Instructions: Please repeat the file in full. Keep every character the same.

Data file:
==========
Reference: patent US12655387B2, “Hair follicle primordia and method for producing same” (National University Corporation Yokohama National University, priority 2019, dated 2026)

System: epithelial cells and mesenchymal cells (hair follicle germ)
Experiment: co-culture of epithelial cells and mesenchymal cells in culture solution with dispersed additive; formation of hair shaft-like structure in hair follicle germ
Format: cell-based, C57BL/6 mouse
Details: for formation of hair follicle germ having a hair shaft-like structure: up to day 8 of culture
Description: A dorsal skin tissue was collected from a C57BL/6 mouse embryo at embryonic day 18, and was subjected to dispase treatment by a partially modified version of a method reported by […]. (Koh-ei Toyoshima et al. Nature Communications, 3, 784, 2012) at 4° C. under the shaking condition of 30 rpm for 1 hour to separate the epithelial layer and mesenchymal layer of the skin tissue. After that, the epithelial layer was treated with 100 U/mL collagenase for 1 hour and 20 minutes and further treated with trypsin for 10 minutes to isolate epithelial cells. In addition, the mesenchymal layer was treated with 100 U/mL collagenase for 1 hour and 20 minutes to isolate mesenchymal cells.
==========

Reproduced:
Reference: patent US12655387B2, “Hair follicle primordia and method for producing same” (National University Corporation Yokohama National University, priority 2019, dated 2026)

System: epithelial cells and mesenchymal cells (hair follicle germ)
Experiment: co-culture of epithelial cells and mesenchymal cells in culture solution with dispersed additive; formation of hair shaft-like structure in hair follicle germ
Format: cell-based, C57BL/6 mouse
Details: for formation of hair follicle germ having a hair shaft-like structure: up to day 8 of culture
Description: A dorsal skin tissue was collected from a C57BL/6 mouse embryo at embryonic day 18, and was subjected to dispase treatment by a partially modified version of a method reported by […]. (Koh-ei Toyoshima et al. Nature Communications, 3, 784, 2012) at 4° C. under the shaking condition of 30 rpm for 1 hour to separate the epithelial layer and mesenchymal layer of the skin tissue. After that, the epithelial layer was treated with 100 U/mL collagenase for 1 hour and 20 minutes and further treated with trypsin for 10 minutes to isolate epithelial cells. In addition, the mesenchymal layer was treated with 100 U/mL collagenase for 1 hour and 20 minutes to isolate mesenchymal cells.